In 2017, Munroe Bergdorf, a biracial woman from the U.K., became the first trans model to serve as a spokesperson for the beauty brand L’Oréal UK.
It was a big moment for inclusion and it was certainly a huge moment for Bergdorf who excitedly shared the campaign on her social media.
But Bergdorf, who was 29 at the time, would only enjoy her new title for five days before it was stripped away from her.
L’Oréal decided to disassociate from her after a Facebook post calling out White people and their racism went viral.
“Honestly I don’t have energy to talk about the racial violence of white people any more Yes ALL white people.
“Because most of ya’ll don’t even realise or refuse to acknowledge that your existence, privilege and success as a race is built on the backs, blood and death of people of colour. Your entire existence is drenched in racism. From micro-aggressions to terrorism, you guys built the blueprint for this s***.
Come see me when you realise that racism isn’t learned, it’s inherited and consciously or unconsciously passed down through privilege.
Once white people begin to admit that their race is the most violent and oppressive force of nature on Earth… then we can talk.
Until then stay acting shocked about how the world continues to stay f***** at the hands of your ancestors and your heads that remain buried in the sand with hands over your ears.”
I’m sure it was a tough pill for people to swallow, but I understand exactly where Bergdorf was coming from.
L’Oréal did not.
In a tweet, the announced to the world that they’d ended their partnership with Bergdorf stating that her comments were “at odds with our values.” Still, they assured consumers that the company was still committed to celebrating diversity and breaking down barriers in beauty.”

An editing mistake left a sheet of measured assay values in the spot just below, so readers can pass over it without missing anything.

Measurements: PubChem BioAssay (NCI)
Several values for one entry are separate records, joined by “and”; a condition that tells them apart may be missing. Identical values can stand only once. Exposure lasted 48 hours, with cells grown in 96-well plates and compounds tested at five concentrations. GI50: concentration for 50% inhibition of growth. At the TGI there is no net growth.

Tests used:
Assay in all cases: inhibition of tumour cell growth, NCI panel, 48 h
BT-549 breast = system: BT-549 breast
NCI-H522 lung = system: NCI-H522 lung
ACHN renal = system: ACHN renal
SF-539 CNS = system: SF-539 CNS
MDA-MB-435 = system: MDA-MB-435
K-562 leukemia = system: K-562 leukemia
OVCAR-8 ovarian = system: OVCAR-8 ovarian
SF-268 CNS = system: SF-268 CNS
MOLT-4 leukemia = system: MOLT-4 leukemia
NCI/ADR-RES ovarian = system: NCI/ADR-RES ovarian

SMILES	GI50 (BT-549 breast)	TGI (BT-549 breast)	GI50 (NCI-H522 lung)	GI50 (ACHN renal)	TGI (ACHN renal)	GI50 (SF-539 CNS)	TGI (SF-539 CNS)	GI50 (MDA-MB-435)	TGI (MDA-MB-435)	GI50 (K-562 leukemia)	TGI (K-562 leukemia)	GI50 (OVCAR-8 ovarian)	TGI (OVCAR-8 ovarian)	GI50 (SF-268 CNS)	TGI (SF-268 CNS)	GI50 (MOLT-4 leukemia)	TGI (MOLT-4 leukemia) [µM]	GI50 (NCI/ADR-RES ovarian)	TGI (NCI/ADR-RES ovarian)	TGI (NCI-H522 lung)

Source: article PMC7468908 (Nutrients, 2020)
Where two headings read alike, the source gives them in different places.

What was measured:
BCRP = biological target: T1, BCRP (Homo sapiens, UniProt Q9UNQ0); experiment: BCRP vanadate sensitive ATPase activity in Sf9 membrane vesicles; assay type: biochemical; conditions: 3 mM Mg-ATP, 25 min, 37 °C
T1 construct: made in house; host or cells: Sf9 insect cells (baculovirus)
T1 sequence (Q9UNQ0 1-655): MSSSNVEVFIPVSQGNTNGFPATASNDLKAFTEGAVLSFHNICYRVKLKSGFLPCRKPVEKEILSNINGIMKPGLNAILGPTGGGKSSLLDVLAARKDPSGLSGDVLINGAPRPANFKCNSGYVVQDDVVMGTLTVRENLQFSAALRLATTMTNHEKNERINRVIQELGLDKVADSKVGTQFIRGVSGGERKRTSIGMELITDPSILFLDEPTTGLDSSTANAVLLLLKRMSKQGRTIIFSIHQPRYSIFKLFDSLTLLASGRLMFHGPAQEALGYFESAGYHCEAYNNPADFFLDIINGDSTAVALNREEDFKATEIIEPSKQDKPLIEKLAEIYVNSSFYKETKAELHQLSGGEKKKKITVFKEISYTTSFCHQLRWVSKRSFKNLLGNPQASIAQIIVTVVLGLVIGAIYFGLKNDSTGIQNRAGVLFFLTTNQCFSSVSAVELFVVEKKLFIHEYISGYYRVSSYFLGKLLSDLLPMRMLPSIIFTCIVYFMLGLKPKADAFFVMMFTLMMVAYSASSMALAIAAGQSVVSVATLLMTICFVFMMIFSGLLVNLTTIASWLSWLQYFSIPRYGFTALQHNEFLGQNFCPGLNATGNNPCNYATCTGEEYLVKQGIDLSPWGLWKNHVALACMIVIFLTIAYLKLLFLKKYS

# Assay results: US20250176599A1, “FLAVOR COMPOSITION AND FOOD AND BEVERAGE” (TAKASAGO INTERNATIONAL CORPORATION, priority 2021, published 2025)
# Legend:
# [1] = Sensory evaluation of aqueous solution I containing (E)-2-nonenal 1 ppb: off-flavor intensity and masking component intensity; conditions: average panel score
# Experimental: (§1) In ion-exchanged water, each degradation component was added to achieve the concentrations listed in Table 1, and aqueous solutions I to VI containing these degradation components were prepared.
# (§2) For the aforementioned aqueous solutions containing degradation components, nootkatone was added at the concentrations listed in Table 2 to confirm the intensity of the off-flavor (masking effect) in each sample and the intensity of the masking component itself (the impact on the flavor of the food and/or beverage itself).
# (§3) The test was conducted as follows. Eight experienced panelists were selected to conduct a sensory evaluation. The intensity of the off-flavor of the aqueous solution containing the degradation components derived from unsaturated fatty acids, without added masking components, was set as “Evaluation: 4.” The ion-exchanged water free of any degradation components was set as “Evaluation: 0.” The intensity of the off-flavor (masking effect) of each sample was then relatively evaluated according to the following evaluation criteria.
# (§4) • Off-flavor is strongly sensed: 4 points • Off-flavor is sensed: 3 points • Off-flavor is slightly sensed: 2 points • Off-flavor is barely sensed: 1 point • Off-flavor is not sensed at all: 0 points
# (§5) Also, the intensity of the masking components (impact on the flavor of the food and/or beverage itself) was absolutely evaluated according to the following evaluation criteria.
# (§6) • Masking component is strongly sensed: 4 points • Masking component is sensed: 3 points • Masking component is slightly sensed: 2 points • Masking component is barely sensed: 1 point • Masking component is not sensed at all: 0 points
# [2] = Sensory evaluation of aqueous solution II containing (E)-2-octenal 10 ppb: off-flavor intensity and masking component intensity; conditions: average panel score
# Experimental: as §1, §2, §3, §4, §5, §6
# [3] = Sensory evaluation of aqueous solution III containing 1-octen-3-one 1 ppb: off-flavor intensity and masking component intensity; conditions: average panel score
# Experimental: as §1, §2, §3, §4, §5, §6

Fast forward to today, in the midst of the senseless killing of George Floyd, Breonna Taylor and others and the subsequent protests, L’Oréal thought it wise to jump in the conversation.
Earlier today, they shared an Instagram post in support and solidarity with the Black community.
When Bergdorf saw the message, she went clean off. And rightfully so.
Reposting L’Oréal’s same image, Bergdorf called the brand out for its hypocrisy.
“Excuse my language but I am SO angry. F*CK YOU @lorealparis. You dropped me from a campaign in 2017 and threw me to the wolves for speaking out about racism and white supremacy.
With no duty of care, without a second thought. I had to fend for myself being torn apart by the world’s press because YOU didn’t want to talk about racism. You even tried to get me to incriminate myself with pairing me up with your shady lawyers, when I had done NOTHING wrong. THAT is what you get for ‘speaking out’ when employed by @lorealparis. Racist snakes.
You do NOT get to do this. This is NOT okay, not even in the slightest.
I said just yesterday that it would only be a matter of time before RACIST AF brands saw a window of PR opportunity to jump on the bandwagon.
F*ck you. F*ck your ‘solidarity’. Where was my support when I spoke out? Where was my apology? I’m disgusted and writing this in floods of tears and shaking. This is gaslighting.
She’s exactly right. While we’re celebrating the brands who have spoken out on behalf of the Black community, we also have to recognize that this tactic is the popular thing to do right now. It’s good for business. In order to get a true sense of what a company stands for, we need to look at how they treat Black people in their employ–if they employ us at all. Good on Munroe for taking the time out to remind L’Oréal who they really are and why they will not be allowed to co-opt this movement and Black suffering for further financial gain.